Kohl’s Partnerships with Business Resource Groups for Health and Well-being: Kohl’s takes a strategic approach to collaborating internally to drive health and well-being priorities. The Chief DEI Officer, DEI team and Benefits team meet quarterly to discuss priorities and opportunities for collaboration. Additionally, there are semi-annual meetings with chapter leaders of business resource groups (BRGs) and the Benefits team. This allows for a two-way dialogue: BRG leaders bring feedback on the employee experience, needs and priorities related to benefits, and the Benefits team shares accurate, tailored information about current and coming benefits. Together they celebrate and host meaningful moments throughout the year such as a stigma-free pledge campaign, National Disability Employment Awareness Month, Breast Cancer Awareness Month, Pride activities and more.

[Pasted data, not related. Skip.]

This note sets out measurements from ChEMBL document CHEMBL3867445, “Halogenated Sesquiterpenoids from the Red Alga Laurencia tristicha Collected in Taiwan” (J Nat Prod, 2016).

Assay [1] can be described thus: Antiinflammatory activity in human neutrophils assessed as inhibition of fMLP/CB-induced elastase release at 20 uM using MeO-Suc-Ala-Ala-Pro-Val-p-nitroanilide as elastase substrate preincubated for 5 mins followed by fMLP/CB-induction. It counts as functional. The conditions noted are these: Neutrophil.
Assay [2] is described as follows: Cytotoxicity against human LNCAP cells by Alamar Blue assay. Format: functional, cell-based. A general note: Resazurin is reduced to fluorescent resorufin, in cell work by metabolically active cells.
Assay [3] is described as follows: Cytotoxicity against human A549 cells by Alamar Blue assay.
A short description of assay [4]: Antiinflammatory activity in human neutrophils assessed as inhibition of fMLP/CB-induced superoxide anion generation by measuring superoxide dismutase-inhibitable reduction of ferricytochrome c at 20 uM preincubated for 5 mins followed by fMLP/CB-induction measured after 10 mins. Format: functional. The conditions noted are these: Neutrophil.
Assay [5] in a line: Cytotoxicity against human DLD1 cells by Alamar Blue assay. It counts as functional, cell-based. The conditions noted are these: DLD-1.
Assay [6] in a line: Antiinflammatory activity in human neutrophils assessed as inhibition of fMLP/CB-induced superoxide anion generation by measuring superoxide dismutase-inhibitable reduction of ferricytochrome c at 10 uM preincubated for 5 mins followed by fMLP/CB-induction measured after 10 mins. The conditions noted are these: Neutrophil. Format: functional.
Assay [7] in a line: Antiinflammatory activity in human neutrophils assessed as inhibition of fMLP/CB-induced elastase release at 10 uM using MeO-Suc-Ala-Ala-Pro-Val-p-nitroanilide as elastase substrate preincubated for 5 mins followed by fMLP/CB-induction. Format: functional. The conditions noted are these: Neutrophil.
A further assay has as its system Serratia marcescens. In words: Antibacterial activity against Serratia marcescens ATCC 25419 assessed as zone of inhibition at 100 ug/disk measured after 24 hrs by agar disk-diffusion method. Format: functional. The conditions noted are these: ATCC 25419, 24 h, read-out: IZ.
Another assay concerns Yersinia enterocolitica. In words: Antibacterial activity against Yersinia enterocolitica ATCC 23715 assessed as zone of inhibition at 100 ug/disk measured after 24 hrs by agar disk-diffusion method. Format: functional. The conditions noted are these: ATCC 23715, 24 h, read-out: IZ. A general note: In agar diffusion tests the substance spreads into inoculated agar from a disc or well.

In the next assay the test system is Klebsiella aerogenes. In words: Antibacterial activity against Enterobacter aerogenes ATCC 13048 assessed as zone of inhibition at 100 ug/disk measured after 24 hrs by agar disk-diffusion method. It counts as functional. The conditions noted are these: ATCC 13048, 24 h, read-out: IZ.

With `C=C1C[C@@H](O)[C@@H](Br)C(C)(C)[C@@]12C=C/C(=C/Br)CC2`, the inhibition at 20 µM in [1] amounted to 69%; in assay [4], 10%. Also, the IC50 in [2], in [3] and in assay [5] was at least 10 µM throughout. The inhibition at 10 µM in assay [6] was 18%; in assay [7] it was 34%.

More Topics

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TABLE OF CONTENTS

  1. Enable employees and their family members to find, understand and engage in benefits that support their health and well-being
  2. Use trusted communication sources and context appropriate for people experiencing inequities
  3. Partner with ERGs to improve benefits and engagement